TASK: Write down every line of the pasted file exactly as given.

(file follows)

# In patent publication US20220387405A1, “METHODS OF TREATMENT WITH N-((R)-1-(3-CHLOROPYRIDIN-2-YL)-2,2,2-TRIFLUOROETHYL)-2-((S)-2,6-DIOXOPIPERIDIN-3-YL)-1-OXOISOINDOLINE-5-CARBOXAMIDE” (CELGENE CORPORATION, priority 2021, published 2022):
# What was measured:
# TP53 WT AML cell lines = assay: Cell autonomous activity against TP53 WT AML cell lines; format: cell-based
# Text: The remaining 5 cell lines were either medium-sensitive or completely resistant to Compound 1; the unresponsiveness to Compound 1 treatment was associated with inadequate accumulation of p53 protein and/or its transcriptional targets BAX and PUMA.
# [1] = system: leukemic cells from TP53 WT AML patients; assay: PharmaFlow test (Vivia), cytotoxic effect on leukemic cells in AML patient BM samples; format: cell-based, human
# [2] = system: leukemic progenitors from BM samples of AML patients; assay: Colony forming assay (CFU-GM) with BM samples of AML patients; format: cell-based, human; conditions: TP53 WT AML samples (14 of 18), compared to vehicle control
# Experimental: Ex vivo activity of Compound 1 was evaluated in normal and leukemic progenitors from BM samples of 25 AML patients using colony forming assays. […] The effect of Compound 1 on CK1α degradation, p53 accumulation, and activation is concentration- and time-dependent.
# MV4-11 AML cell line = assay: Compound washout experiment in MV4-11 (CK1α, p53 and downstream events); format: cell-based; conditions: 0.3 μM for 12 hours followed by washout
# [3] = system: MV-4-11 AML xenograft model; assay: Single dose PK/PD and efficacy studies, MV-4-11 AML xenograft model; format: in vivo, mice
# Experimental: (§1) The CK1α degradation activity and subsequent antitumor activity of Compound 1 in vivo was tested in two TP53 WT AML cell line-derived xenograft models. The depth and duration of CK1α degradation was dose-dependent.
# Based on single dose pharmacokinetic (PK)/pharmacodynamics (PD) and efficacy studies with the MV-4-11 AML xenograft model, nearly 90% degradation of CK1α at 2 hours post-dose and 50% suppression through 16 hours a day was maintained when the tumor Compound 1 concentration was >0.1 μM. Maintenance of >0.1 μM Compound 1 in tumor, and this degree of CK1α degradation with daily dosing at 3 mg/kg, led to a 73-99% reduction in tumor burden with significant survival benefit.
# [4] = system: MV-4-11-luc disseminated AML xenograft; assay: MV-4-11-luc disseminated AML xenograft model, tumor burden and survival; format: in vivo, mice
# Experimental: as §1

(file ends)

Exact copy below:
# In patent publication US20220387405A1, “METHODS OF TREATMENT WITH N-((R)-1-(3-CHLOROPYRIDIN-2-YL)-2,2,2-TRIFLUOROETHYL)-2-((S)-2,6-DIOXOPIPERIDIN-3-YL)-1-OXOISOINDOLINE-5-CARBOXAMIDE” (CELGENE CORPORATION, priority 2021, published 2022):
# What was measured:
# TP53 WT AML cell lines = assay: Cell autonomous activity against TP53 WT AML cell lines; format: cell-based
# Text: The remaining 5 cell lines were either medium-sensitive or completely resistant to Compound 1; the unresponsiveness to Compound 1 treatment was associated with inadequate accumulation of p53 protein and/or its transcriptional targets BAX and PUMA.
# [1] = system: leukemic cells from TP53 WT AML patients; assay: PharmaFlow test (Vivia), cytotoxic effect on leukemic cells in AML patient BM samples; format: cell-based, human
# [2] = system: leukemic progenitors from BM samples of AML patients; assay: Colony forming assay (CFU-GM) with BM samples of AML patients; format: cell-based, human; conditions: TP53 WT AML samples (14 of 18), compared to vehicle control
# Experimental: Ex vivo activity of Compound 1 was evaluated in normal and leukemic progenitors from BM samples of 25 AML patients using colony forming assays. […] The effect of Compound 1 on CK1α degradation, p53 accumulation, and activation is concentration- and time-dependent.
# MV4-11 AML cell line = assay: Compound washout experiment in MV4-11 (CK1α, p53 and downstream events); format: cell-based; conditions: 0.3 μM for 12 hours followed by washout
# [3] = system: MV-4-11 AML xenograft model; assay: Single dose PK/PD and efficacy studies, MV-4-11 AML xenograft model; format: in vivo, mice
# Experimental: (§1) The CK1α degradation activity and subsequent antitumor activity of Compound 1 in vivo was tested in two TP53 WT AML cell line-derived xenograft models. The depth and duration of CK1α degradation was dose-dependent.
# Based on single dose pharmacokinetic (PK)/pharmacodynamics (PD) and efficacy studies with the MV-4-11 AML xenograft model, nearly 90% degradation of CK1α at 2 hours post-dose and 50% suppression through 16 hours a day was maintained when the tumor Compound 1 concentration was >0.1 μM. Maintenance of >0.1 μM Compound 1 in tumor, and this degree of CK1α degradation with daily dosing at 3 mg/kg, led to a 73-99% reduction in tumor burden with significant survival benefit.
# [4] = system: MV-4-11-luc disseminated AML xenograft; assay: MV-4-11-luc disseminated AML xenograft model, tumor burden and survival; format: in vivo, mice
# Experimental: as §1